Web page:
Circles 26 and 27 at the east side of Carrowmore were lucky to escape destruction. Circles 23, 25 and 25 were completely destroyed by this quarry. Doomore cairn is on the large hill in the centre distance.

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Destruction at Carrowmore

The dolmens and circles at Carrowmore have suffered much destruction over the years. The monuments appear to have remained intact until the decade or so before the Great Famine, when gravel quarrying and land clearence became more intensive. Landlords from England who had inherited property leasted land back to tenants through agents, and there was a big drive to improve land and exploit natural resources. Carrowmore was used as a gravel quarry and there are plenty of large pits to be seen today, where circles formerly stood.

In all, some twenty seven monuments remain at Carrowmore today; there were up to sixty circles or sites originally. Their state of preservation varies considerably, from some sites, such as circles 21 and 22, which are largely destroyed, to Circle 7 which is the only complete monument. A large swaith of sites were removed on the east, south and south-west portions of Carrowmore. There are several fields which are completely clean and smooth, while the field beside it is littered with boulders.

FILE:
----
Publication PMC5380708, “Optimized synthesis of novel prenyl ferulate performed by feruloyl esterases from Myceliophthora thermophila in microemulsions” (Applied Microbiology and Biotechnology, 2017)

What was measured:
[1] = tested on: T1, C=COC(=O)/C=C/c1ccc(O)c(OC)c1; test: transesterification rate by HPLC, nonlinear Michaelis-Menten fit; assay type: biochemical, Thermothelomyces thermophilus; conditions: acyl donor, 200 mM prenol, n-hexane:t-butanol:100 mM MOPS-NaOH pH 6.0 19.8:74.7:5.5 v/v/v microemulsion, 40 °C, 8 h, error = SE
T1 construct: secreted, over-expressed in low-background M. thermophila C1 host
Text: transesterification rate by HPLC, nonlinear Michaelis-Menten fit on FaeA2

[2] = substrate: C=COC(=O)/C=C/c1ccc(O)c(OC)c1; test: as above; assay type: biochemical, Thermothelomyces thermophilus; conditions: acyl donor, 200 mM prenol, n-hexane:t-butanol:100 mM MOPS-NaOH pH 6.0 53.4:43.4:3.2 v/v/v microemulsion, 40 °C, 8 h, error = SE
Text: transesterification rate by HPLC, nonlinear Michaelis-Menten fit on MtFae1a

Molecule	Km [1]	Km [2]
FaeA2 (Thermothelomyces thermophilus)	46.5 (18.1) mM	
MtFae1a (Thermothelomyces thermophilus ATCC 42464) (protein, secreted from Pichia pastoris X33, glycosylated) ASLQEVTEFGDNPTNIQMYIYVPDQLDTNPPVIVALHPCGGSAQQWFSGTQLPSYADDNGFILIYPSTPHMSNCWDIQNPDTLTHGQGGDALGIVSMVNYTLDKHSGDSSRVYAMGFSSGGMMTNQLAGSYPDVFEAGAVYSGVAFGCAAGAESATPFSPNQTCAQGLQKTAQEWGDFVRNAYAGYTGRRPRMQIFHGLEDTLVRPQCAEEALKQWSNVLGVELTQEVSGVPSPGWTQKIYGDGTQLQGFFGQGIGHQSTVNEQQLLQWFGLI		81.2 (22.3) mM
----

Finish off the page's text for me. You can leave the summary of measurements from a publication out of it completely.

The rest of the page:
The largely destroyed monument at Site 58 may be the remains of a wedge monument.

George Petrie was on hand in 1837 when several of the circles in the east side of Carrowmore had just been destroyed, and his notes are all the evidence we have of several circles. His Carrowmore records are full of entries such as: "This circle, with its fine cromleac, was destroyed within the last week (i.e. August, 1837) by Mr. Chambers of Cloon Hill."

This scene, from a woodcut of 1713, gives a good idea of the excavations of the past. The two men in the picture are taking a pottery vessel from a burial mound. Immediately behind them are other tumuli, while in the middle distance can be seen a gallery grave surrounded by a stone circle, possibly the remains of the kerb which kept the original mound in position. From Joseph Raftery's 1953 book, Prehistoric Ireland.

In the 1980's Sligo County Council proposed to turn Carrowmore into the county landfill dump. This crazy proposal suggesting to fill the quarries with litter was overturned in the high court. The Swedish excavations were hugely important in highlighting the significance of Carrowmore, and the site is now preserved. It would be wonderful to have all the circles open to the public, as it is only by walking a circuit of the entire complex that one can get a true picture of the scale of Carrowmore.

Quarrying on the west side of Circle 27 has caused many stones to fall over.